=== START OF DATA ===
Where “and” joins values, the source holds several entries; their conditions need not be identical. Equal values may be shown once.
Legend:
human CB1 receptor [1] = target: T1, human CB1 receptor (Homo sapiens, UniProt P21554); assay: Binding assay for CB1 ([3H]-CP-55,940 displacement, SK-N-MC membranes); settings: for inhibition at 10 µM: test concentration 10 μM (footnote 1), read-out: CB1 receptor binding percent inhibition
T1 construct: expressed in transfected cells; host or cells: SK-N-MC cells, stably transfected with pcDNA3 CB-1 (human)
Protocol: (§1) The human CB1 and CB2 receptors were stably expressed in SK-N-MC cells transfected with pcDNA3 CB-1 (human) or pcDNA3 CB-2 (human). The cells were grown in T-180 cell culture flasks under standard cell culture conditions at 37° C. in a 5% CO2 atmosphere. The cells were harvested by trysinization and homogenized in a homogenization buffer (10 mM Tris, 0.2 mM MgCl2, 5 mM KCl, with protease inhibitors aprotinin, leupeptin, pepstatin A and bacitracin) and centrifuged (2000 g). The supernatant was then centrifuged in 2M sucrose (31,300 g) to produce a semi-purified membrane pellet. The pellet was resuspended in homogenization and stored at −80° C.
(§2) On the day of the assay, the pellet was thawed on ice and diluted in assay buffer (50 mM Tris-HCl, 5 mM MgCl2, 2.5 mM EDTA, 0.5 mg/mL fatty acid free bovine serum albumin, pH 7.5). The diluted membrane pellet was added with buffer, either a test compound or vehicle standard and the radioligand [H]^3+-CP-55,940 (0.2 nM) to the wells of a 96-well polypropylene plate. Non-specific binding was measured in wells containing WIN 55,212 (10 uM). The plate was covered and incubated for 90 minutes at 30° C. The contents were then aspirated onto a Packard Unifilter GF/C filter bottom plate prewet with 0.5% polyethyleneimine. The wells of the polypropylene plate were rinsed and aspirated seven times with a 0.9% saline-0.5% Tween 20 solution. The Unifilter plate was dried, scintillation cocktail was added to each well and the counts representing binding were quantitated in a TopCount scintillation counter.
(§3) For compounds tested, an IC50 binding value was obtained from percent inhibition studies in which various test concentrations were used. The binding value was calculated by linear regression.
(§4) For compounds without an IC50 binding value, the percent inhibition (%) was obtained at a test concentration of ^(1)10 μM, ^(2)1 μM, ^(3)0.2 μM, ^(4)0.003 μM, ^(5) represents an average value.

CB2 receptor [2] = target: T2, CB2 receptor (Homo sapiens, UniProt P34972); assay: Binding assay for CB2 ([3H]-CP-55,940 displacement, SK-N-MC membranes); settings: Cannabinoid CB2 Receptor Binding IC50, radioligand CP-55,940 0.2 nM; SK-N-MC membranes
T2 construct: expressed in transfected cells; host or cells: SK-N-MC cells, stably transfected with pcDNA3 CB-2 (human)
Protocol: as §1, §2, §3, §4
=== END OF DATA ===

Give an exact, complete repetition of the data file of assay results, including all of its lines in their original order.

Where “and” joins values, the source holds several entries; their conditions need not be identical. Equal values may be shown once.
Legend:
human CB1 receptor [1] = target: T1, human CB1 receptor (Homo sapiens, UniProt P21554); assay: Binding assay for CB1 ([3H]-CP-55,940 displacement, SK-N-MC membranes); settings: for inhibition at 10 µM: test concentration 10 μM (footnote 1), read-out: CB1 receptor binding percent inhibition
T1 construct: expressed in transfected cells; host or cells: SK-N-MC cells, stably transfected with pcDNA3 CB-1 (human)
Protocol: (§1) The human CB1 and CB2 receptors were stably expressed in SK-N-MC cells transfected with pcDNA3 CB-1 (human) or pcDNA3 CB-2 (human). The cells were grown in T-180 cell culture flasks under standard cell culture conditions at 37° C. in a 5% CO2 atmosphere. The cells were harvested by trysinization and homogenized in a homogenization buffer (10 mM Tris, 0.2 mM MgCl2, 5 mM KCl, with protease inhibitors aprotinin, leupeptin, pepstatin A and bacitracin) and centrifuged (2000 g). The supernatant was then centrifuged in 2M sucrose (31,300 g) to produce a semi-purified membrane pellet. The pellet was resuspended in homogenization and stored at −80° C.
(§2) On the day of the assay, the pellet was thawed on ice and diluted in assay buffer (50 mM Tris-HCl, 5 mM MgCl2, 2.5 mM EDTA, 0.5 mg/mL fatty acid free bovine serum albumin, pH 7.5). The diluted membrane pellet was added with buffer, either a test compound or vehicle standard and the radioligand [H]^3+-CP-55,940 (0.2 nM) to the wells of a 96-well polypropylene plate. Non-specific binding was measured in wells containing WIN 55,212 (10 uM). The plate was covered and incubated for 90 minutes at 30° C. The contents were then aspirated onto a Packard Unifilter GF/C filter bottom plate prewet with 0.5% polyethyleneimine. The wells of the polypropylene plate were rinsed and aspirated seven times with a 0.9% saline-0.5% Tween 20 solution. The Unifilter plate was dried, scintillation cocktail was added to each well and the counts representing binding were quantitated in a TopCount scintillation counter.
(§3) For compounds tested, an IC50 binding value was obtained from percent inhibition studies in which various test concentrations were used. The binding value was calculated by linear regression.
(§4) For compounds without an IC50 binding value, the percent inhibition (%) was obtained at a test concentration of ^(1)10 μM, ^(2)1 μM, ^(3)0.2 μM, ^(4)0.003 μM, ^(5) represents an average value.

CB2 receptor [2] = target: T2, CB2 receptor (Homo sapiens, UniProt P34972); assay: Binding assay for CB2 ([3H]-CP-55,940 displacement, SK-N-MC membranes); settings: Cannabinoid CB2 Receptor Binding IC50, radioligand CP-55,940 0.2 nM; SK-N-MC membranes
T2 construct: expressed in transfected cells; host or cells: SK-N-MC cells, stably transfected with pcDNA3 CB-2 (human)
Protocol: as §1, §2, §3, §4